Well, I only thought it was a throwaway comment. Keith of course hates baseball, so this led to a discussion, which led me to this thought:
How do you frame competitive balance?
What defines it?
Keith and I, two avid sports fans, two guys keenly interested in world futbol, came from this concept in totally different directions. I am going to lay both lines of thought out briefly, although I probably won't do Keith's justice.
I argue that MLB has more competitive balance than not only the EPL, but at least comparable to every other American sports league. I think this is true for these reasons:
- baseball has had many winners in the last decade - 8 in 10 seasons if my memory serves correctly (Yankees-2000, Dbacks-2001, Angels-2002, Marlins-2003, Red Sox-2004, White Sox-2005, Cardinals-2006, Red Sox-2007, Phillies-2008, Yanks-2009).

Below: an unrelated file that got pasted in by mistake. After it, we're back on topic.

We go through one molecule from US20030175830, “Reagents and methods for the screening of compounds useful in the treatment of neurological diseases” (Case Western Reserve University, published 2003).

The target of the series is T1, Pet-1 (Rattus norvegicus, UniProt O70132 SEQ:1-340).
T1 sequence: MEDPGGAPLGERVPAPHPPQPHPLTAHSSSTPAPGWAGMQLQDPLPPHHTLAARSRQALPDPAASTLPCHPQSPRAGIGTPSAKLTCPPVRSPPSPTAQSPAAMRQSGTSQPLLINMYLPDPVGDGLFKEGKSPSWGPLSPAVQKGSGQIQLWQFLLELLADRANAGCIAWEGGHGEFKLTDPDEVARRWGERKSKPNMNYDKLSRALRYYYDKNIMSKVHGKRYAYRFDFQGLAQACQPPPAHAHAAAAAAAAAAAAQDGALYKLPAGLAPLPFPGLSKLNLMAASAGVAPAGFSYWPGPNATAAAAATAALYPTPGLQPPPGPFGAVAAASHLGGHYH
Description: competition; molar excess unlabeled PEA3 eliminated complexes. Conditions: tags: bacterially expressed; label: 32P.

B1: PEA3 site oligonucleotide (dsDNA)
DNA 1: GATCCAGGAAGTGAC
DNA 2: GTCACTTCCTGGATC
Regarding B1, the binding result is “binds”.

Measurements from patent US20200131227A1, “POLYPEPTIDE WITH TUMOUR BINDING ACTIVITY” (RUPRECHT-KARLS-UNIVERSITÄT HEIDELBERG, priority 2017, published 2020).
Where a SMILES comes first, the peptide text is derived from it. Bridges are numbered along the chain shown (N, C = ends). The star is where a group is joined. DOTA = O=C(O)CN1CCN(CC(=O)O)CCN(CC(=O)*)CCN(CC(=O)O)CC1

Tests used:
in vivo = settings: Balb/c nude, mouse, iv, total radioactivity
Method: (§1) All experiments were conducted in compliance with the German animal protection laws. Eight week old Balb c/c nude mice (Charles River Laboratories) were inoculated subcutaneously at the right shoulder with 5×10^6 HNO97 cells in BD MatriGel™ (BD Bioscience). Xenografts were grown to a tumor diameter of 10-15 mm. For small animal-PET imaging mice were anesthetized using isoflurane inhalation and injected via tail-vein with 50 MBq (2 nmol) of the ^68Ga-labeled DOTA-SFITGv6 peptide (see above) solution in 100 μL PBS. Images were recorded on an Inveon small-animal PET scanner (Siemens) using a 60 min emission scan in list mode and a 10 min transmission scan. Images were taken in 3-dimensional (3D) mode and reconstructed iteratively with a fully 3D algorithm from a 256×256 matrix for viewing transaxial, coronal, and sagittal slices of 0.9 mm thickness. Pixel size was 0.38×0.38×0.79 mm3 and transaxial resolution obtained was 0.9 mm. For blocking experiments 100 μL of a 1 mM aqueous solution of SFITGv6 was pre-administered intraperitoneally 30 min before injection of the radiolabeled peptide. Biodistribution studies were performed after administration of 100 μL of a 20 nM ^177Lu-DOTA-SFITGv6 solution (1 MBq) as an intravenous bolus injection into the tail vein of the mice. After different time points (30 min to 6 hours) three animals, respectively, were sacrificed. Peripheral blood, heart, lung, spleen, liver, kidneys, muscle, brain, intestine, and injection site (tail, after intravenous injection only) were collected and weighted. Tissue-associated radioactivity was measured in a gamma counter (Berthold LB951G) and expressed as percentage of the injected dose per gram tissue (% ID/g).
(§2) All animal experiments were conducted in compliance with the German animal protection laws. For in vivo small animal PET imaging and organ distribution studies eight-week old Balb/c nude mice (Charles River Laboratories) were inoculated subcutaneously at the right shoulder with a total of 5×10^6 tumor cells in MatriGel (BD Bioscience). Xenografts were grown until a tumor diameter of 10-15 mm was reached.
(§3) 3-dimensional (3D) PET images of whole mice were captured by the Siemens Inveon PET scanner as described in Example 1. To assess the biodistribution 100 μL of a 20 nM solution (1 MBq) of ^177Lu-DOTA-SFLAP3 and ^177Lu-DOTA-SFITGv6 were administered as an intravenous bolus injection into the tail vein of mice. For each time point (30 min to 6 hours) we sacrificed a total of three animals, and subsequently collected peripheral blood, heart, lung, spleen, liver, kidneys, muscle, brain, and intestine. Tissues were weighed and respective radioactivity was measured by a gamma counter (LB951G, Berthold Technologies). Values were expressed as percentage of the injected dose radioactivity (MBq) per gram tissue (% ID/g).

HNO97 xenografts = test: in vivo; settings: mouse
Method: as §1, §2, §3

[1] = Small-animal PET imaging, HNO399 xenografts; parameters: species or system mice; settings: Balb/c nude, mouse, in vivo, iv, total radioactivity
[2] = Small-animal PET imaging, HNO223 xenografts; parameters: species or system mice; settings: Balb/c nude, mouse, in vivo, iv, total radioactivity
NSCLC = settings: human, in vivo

- baseball also had by my unofficial count 23 of 30 teams that made the playoffs in the first decade of the 21st century (the lone clubs to not make the postseason - Bucs, Reds, Nats, Royals, O's, Blue Jays, Rangers).
- baseball has a playoff where anything can happen
Keith's reason against baseball (again, I apologize for any overarching simplicity) was that, in any given year, there are only approximately 5 teams that can win it all. When pressed to name pre-season favorite this year, I would name the following: Yanks, Red Sox (those 2 every year), Rays, Phillies, Cardinals, Twins. I could only name 6, and that might come from having played almost two months already, and it also might come from the way I think about baseball.
In any event, this leads me to the question that I hope will solicit comments - what exactly is competitive balance? How should Keith and I frame this argument?